When a component sounds as good as the 300D, the sadist in me wants to make it sweat. Toward that end I fed it War Dance, from Eiji Oue and the Minnesota Orchestra’s recording of the Suite from Respighi’s Belkis, Queen of Sheba (CD, Reference RR-95CD). I’m not up on my Sheban history, but if its army was half as powerful as War Dance, then it must have been scary as heck. This work is all about explosive crescendos, sudden starts and stops, and enough horns to bring down the walls of many Jerichos. If a component has weak control, War Dance will run amok. If it isn’t capable of easily dealing with sudden, huge voltage swings, War Dance will make it stumble. Intimidating this track may be, but the Moon 300D refused to let itself be pushed around. War Dance sounds best when it’s kept right at the edge of civility, and in this instance the collar around its neck was fastened to the leash that was the Moon 300D. Hoo-hah!
It happened that Simaudio’s Moon CD3.3 CD player ($2999) was in da house at the same time as the Moon 300D, thus providing me with the opportunity to pit two Simaudio DACs head to head, thanks to the CD3.3’s digital output jack. At first I listened to the CD3.3 and its internal DAC, followed by the player’s digital output passing through the 300D. This added the variable of Furutech’s FX-α-Ag digital cable, which linked the CD3.3 and 300D.
The Moon 300D sounded at least as good as, and sometimes better than, the Moon CD3.3 and its internal DAC. Considering that the 300D costs $1400 less, that’s quite a feat. There was definitely a slight darkening and mellowing of the tone when the CD3.3 was connected to the 300D, but I strongly suspect that the Furutech digital cable was responsible for that. If anyone ever needed proof that cables can act as tone controls, there it is. Listening to the same recordings with both, but this time with my computer as the digital source for the 300D, I found the standalone DAC to have the edge across the board: cleaner treble, tighter bass, smoother midrange, better detail. The differences were small, to be sure, and probably were the products of the difference between a stable hard drive and a wobbly CD. Nonetheless, those differences were clearly audible -- and quite impressive, given that big difference in price.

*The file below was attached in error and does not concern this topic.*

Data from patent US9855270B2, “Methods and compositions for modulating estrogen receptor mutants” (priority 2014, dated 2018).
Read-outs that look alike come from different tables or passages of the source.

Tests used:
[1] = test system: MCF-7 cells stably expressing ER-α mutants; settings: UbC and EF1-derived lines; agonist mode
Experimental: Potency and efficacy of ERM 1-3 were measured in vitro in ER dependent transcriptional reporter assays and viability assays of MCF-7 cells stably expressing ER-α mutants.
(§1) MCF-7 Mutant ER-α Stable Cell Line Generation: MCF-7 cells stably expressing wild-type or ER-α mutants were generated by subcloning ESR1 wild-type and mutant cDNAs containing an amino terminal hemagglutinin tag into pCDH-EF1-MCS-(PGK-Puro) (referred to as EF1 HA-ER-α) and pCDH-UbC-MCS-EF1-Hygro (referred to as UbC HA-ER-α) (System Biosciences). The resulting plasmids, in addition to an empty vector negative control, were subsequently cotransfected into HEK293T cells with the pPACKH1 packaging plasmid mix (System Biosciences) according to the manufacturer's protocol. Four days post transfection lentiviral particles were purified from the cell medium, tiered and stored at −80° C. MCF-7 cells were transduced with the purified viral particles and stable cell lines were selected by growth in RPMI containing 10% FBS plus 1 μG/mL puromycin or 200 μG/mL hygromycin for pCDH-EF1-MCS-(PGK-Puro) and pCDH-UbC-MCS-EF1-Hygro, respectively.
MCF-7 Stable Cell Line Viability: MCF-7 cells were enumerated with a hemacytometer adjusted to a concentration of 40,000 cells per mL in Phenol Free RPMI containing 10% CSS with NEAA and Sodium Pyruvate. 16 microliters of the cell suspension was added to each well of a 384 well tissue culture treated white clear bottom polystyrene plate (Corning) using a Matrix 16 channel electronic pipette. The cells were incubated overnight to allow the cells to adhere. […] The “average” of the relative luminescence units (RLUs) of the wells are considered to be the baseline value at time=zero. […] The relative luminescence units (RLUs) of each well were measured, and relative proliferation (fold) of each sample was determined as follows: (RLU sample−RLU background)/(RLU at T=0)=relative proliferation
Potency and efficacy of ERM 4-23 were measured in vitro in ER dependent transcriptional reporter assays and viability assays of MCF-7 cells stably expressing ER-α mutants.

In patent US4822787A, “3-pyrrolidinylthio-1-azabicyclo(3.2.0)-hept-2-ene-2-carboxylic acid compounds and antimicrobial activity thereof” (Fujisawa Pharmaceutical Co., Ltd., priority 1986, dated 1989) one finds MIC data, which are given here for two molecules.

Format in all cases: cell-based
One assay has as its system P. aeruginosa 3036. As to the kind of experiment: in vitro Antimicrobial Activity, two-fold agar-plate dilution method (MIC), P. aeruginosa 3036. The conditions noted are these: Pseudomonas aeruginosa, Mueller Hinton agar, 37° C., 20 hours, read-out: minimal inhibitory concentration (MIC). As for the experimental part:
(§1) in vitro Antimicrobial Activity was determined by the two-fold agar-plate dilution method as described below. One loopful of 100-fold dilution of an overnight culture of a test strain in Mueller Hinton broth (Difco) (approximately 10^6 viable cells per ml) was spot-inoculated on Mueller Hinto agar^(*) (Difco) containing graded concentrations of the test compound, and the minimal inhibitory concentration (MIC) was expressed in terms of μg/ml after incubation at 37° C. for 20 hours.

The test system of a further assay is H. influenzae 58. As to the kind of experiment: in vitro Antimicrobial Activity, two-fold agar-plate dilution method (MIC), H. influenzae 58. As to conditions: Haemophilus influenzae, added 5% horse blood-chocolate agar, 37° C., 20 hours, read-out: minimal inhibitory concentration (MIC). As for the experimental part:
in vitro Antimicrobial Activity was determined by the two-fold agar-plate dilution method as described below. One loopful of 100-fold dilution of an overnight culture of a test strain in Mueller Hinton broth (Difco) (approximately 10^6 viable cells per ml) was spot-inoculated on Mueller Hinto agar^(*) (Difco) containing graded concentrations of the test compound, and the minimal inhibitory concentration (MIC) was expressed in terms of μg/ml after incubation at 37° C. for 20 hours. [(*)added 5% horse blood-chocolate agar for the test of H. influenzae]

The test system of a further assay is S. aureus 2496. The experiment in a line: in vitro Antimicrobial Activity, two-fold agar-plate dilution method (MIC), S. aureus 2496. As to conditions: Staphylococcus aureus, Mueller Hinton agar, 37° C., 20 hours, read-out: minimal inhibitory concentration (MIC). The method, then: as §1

Simaudio is on a winning streak. In the past few years the company has gone from hit to hit with nary a dud in its lineup, and the Moon 300D D/A converter is no exception. It has all the traditional Simaudio virtues in spades, plus an even-greater-than-normal degree of performance per dollar spent. Even when I’m being exceedingly picky, I can’t find fault with this excellent DAC. The only downside to having reviewed the Moon 300D is that I can’t let it go. Simaudio, the check is in the mail.
. . . Colin Smith
Simaudio Moon 300D Digital-to-Analog Converter
Price: $1599 USD.
Warranty: Ten years parts and labor.
95 Chemin du Tremblay, Unit 3
Boucherville, Quebec J4B 7K4
Phone: (877) 980-2400, (450) 449-2212